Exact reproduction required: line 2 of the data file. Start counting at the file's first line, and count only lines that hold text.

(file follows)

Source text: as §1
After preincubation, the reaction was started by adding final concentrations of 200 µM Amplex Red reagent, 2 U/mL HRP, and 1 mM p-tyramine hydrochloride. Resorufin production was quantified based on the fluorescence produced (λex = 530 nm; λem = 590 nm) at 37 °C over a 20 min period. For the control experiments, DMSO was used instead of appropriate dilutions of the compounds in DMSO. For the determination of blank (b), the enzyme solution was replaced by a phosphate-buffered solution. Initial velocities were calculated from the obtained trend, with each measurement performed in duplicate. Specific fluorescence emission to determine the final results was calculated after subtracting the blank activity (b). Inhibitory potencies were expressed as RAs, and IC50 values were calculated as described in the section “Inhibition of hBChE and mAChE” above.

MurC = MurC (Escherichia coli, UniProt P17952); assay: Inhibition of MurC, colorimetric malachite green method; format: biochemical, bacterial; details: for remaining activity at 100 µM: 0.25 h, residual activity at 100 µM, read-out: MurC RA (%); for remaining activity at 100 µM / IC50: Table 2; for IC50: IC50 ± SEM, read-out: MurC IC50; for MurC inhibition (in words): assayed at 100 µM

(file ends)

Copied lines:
After preincubation, the reaction was started by adding final concentrations of 200 µM Amplex Red reagent, 2 U/mL HRP, and 1 mM p-tyramine hydrochloride. Resorufin production was quantified based on the fluorescence produced (λex = 530 nm; λem = 590 nm) at 37 °C over a 20 min period. For the control experiments, DMSO was used instead of appropriate dilutions of the compounds in DMSO. For the determination of blank (b), the enzyme solution was replaced by a phosphate-buffered solution. Initial velocities were calculated from the obtained trend, with each measurement performed in duplicate. Specific fluorescence emission to determine the final results was calculated after subtracting the blank activity (b). Inhibitory potencies were expressed as RAs, and IC50 values were calculated as described in the section “Inhibition of hBChE and mAChE” above.